How to Improve Middle Voice
Improving your middle voice, or ‘building your mix’ as it’s sometimes called, is an often confusing task – especially when it’s a concept some do naturally, and some do not! If you’ve ever taken singing lessons, or bought a singing course, and you followed it to the letter, practised every day of the week and alas, to no avail… then Middle Voice is the secret to finally making the progress in your singing voice that you know is SO close, but simply isn’t happening.
What is middle voice?
For middle voice to make any sense to you, it’s important that you first understand the vocal chord coordinations known as ‘chest voice’ and ‘head voice’ and how they dictate your frequencies and where you vocal breaks occur (yes, you have MORE than one vocal break!) – I like to think of head voice as “full length” vocal chords, and if we’re singing in “chest voice”, then we need more pressure to make our vocal chords vibrate. Now, the issue with this is that we often get to a point where the notes we want to hit are JUST out of our capabilities in chest voice, and our voices ‘flip’ into a rather weak and breathy sound, which is actually just a poor “head voice” coordination.
I like to think of “head voice” as “zipped up” vocal chords, where they have gathered together to make a MUCH smaller opening than our booming Chest voices, which sure, makes it a ton easier to hit that tricky pitch, but alas, lacks any of the depth and warmth associated with a ‘chest’ tone.
Herein lies the problem, AND the solution! Middle Voice. Did you know that your vocal chords can actually make another often overlooked coordination called “middle” or “mix” voice? Well, it’s actually pretty simple to achieve, and best of all, it actually connects your low range (chest voice) AND your high range (head voice) by way of sliding between the two rather than ‘jumping’ when the pressure gets to much. And what if we want to know how to improve middle voice? Well, that’s super easy too!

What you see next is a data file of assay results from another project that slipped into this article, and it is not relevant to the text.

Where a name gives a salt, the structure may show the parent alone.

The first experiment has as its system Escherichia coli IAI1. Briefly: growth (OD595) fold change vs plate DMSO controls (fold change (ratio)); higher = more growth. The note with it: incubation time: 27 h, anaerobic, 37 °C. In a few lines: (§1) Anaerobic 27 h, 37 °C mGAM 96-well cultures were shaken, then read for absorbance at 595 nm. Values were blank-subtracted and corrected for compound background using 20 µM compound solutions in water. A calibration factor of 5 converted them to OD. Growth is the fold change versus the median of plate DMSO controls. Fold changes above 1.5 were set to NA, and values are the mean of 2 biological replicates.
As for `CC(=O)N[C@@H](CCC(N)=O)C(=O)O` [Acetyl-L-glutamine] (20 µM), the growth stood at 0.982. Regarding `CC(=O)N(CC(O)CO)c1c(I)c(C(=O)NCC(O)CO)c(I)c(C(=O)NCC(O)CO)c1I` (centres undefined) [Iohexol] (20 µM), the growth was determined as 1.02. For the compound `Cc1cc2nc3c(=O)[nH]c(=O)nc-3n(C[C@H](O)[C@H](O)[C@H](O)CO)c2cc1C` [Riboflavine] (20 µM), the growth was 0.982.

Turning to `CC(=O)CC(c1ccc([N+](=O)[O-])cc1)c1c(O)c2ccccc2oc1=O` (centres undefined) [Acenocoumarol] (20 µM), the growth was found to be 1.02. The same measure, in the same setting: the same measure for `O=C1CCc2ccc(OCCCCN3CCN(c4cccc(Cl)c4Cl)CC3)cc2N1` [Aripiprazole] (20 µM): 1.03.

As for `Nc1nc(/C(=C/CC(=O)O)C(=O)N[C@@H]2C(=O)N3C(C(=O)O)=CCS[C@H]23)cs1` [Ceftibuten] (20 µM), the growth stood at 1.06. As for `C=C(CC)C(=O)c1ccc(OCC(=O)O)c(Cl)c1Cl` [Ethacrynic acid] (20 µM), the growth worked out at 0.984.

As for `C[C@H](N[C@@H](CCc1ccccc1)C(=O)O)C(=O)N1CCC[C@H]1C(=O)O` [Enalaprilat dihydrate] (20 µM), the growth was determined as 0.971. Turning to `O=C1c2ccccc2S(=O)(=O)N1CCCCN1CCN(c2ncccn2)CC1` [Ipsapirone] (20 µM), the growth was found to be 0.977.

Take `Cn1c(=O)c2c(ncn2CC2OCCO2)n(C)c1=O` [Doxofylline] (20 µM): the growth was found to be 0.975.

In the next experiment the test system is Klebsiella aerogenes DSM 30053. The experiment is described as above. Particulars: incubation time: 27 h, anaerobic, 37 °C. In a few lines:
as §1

Your middle voice is a coordination between the muscles responsible for chest, the thyroarytenoid or “TA” muscles, and those that give us our head register, the cricothyroid or “CT” muscles. This central coordination is often called mix, middle or blending, and allows you to slide in between your two main registers and take weight from either side of your registers into the opposite direction of your range – allowing you to sing high without straining in a full and connected voice.
I’ve put together a SUPER simple tutorial on HOW to achieve a really killer middle voice coordination and trust me, when you work this out your voice will absolutely explode with colour and range!
If you’re ready to take your middle voice to the next level and POWER UP your full vocal range, sing ANY song you want and in ANY vocal range – you can book a session with me now and I’ll show you how to do it with YOUR unique voice type!
How can I sing better high notes?
Singing high notes with comfort and power takes a special coordination between your two main registers, along with developing control over your onsets, consonant grouping and other techniques like placement and support. The best way to develop control over your high notes is to sing light and connected through your full range until you can start tuning your resonance to the right width as you ascend.
Singing high notes with confidence is the holy grain of singing technique and requires consistent practice and professional guidance. Make sure you’re not pushing or straining, and be sure to start light and gently before trying to belt your way through bad habits.
With healthy singing technique and the right approach to great singing, you can increase your range and build a powerful middle register that connects chest and head voice for one long and fluid note that resonates with power in any range or register.
If you’re ready to take your voice to the next level with professional voice coaching, you can book a Skype session and we can get started improving your voice today!
Feel free to leave any questions or feedback below!